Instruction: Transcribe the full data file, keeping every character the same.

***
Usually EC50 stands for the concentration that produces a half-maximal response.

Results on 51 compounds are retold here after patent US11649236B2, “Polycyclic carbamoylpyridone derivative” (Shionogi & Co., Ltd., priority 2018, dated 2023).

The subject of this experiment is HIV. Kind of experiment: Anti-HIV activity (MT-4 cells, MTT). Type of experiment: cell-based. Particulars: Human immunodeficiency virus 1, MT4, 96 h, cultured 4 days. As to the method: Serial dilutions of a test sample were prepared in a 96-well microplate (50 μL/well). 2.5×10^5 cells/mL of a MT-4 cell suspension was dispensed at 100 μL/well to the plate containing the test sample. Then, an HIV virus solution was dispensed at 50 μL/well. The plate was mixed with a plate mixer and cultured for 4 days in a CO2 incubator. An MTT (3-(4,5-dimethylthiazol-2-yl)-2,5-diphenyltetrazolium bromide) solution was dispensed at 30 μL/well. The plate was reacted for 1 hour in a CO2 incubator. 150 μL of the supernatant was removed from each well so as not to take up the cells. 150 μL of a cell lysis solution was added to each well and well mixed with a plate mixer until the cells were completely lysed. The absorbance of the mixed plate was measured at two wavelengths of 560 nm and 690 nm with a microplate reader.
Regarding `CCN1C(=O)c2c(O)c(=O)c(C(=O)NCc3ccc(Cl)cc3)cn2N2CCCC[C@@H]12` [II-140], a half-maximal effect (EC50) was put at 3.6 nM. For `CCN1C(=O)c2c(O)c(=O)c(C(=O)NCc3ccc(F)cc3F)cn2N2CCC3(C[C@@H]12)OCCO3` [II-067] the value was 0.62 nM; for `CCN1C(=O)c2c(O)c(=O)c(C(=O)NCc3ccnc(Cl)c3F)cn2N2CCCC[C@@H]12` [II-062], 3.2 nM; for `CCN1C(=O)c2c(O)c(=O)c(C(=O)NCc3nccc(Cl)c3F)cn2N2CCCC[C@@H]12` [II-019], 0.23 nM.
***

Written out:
Usually EC50 stands for the concentration that produces a half-maximal response.

Results on 51 compounds are retold here after patent US11649236B2, “Polycyclic carbamoylpyridone derivative” (Shionogi & Co., Ltd., priority 2018, dated 2023).

The subject of this experiment is HIV. Kind of experiment: Anti-HIV activity (MT-4 cells, MTT). Type of experiment: cell-based. Particulars: Human immunodeficiency virus 1, MT4, 96 h, cultured 4 days. As to the method: Serial dilutions of a test sample were prepared in a 96-well microplate (50 μL/well). 2.5×10^5 cells/mL of a MT-4 cell suspension was dispensed at 100 μL/well to the plate containing the test sample. Then, an HIV virus solution was dispensed at 50 μL/well. The plate was mixed with a plate mixer and cultured for 4 days in a CO2 incubator. An MTT (3-(4,5-dimethylthiazol-2-yl)-2,5-diphenyltetrazolium bromide) solution was dispensed at 30 μL/well. The plate was reacted for 1 hour in a CO2 incubator. 150 μL of the supernatant was removed from each well so as not to take up the cells. 150 μL of a cell lysis solution was added to each well and well mixed with a plate mixer until the cells were completely lysed. The absorbance of the mixed plate was measured at two wavelengths of 560 nm and 690 nm with a microplate reader.
Regarding `CCN1C(=O)c2c(O)c(=O)c(C(=O)NCc3ccc(Cl)cc3)cn2N2CCCC[C@@H]12` [II-140], a half-maximal effect (EC50) was put at 3.6 nM. For `CCN1C(=O)c2c(O)c(=O)c(C(=O)NCc3ccc(F)cc3F)cn2N2CCC3(C[C@@H]12)OCCO3` [II-067] the value was 0.62 nM; for `CCN1C(=O)c2c(O)c(=O)c(C(=O)NCc3ccnc(Cl)c3F)cn2N2CCCC[C@@H]12` [II-062], 3.2 nM; for `CCN1C(=O)c2c(O)c(=O)c(C(=O)NCc3nccc(Cl)c3F)cn2N2CCCC[C@@H]12` [II-019], 0.23 nM.